Beans are grown across all the regions in Uganda. Good bean production starts with the right seeds, which must be certified for the best harvest. Below find a summary of managing the crop.
Beans are important providers of almost half of the protein intake and a quarter of the total calories for Ugandans.
Both high and low-altitude areas are suitable as long as there is adequate rain. They, however, tend to grow and mature faster in lower altitude zones.
Gideon Zakke, an agronomist says beans require medium to high rainfall areas with an average of 750- 2000mm annually.
“Too much rain and long spells of drought are not good for beans and reduce their yields,” he explains.
He says well-drained soil that is high in organic matter and with a pH of between 6 and 7 is suitable for beans, but growth is poor in waterlogged soils.
Daniel Katamba, a bean farmer says land preparation should be done early enough so that the field is free of weeds and ready for planting at the onset of the rains. The seedbed should contain fine soil.
Farmers are advised to buy certified seeds. Local farmers, however, prefer using seeds from their stock. This is acceptable (because beans are self-pollinated), but farmers should carefully select seeds for planting.
Ensure all wrinkled, damaged or diseased seeds are not planted.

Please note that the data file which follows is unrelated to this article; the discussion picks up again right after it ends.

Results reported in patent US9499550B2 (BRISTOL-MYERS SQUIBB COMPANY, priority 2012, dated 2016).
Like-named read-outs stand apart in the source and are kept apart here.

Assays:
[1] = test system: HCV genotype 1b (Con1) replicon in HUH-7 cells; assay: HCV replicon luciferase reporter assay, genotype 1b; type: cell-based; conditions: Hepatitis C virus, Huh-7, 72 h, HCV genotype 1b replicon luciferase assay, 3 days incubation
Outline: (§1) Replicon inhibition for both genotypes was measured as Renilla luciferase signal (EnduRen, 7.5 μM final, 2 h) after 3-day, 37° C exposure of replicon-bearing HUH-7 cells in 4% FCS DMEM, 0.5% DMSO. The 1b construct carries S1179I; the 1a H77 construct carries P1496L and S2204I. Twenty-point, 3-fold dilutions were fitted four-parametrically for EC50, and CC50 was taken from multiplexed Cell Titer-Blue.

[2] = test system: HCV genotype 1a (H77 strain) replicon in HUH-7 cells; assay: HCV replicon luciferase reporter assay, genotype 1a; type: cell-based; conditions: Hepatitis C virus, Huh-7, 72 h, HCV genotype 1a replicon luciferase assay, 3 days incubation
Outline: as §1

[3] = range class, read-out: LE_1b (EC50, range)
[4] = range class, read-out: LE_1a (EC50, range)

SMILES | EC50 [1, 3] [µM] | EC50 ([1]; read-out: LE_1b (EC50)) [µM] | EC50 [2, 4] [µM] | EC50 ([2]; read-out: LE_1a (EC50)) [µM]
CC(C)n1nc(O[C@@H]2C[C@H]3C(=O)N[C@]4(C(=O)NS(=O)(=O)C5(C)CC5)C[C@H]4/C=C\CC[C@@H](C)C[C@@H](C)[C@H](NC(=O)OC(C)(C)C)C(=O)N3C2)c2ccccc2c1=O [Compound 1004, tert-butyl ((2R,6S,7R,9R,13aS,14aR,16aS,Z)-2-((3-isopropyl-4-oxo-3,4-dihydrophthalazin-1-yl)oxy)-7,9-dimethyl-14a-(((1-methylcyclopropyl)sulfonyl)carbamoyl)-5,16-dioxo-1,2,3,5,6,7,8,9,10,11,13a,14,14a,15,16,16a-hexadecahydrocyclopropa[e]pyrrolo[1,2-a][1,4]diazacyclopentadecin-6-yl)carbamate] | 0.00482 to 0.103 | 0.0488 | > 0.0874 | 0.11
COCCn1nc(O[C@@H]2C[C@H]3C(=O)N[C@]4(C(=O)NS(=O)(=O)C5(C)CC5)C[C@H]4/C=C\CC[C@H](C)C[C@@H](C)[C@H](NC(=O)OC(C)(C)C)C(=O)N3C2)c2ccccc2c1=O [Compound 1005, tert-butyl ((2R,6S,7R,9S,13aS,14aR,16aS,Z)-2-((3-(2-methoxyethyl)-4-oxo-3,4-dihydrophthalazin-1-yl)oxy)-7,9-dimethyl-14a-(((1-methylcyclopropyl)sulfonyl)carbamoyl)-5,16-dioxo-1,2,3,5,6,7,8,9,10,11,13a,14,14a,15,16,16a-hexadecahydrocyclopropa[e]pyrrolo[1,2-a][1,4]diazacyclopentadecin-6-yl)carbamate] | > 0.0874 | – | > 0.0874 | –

Seeds when planted are prone to fungal diseases and pest damage before they germinate. To prevent this, all seeds must be treated with organic fungicides and pesticides, which are available in the market.
Inoculating beans before planting is important as it improves farmers’ yields.
Inoculation is the process of mixing bean seeds with nitrogen-fixing bacteria called rhizobium, which enables the bean plant to take in more nitrogen during the growth cycle.
Beans should be planted at the onset of the rains. A delay in planting may cause a reduction in yields or even crop failure.
Where beans are planted alone, Katamba says it should be done in rows at 50cm by 10 cm (one seed per hill) if weeding is done using animal-drawn implements or tractors, then spacing can be done according to the implement to be used for weeding.
For farmers who want to intercrop beans with maize, two rows of beans 15 cm apart can be planted between maize rows.
Katamba says plant one bean seed per hole when using this spacing pattern. The other alternative is to plant 1 bean row and then two seeds per hole.
The amount of seed required for a given area will vary from variety to variety and the size of the seed.
The bigger the size of a seed, the more the quantity of seed required. Beans grown as pure stands take up more seeds than when intercropped with maize.
According to Zakke, the use of farmyard manure or well-made compost is highly recommended for bean growing especially in areas where soils are low in organic matter content.
The manure should be applied at least one week before planting. Apply seven to 10 tonnes of farmyard manure for every acre of land.
Weeding should be done continuously to ensure all the weeds are controlled.
Farmers are advised to weed the crop 2-3 weeks after emergence followed by second weeding, 3 weeks later (before flowering) when beans are planted alone.
Avoid cultivation at the flowering time when the field is wet as this can spread diseases.
Harvesting should be done immediately after the pods turn brown and hard before they start shattering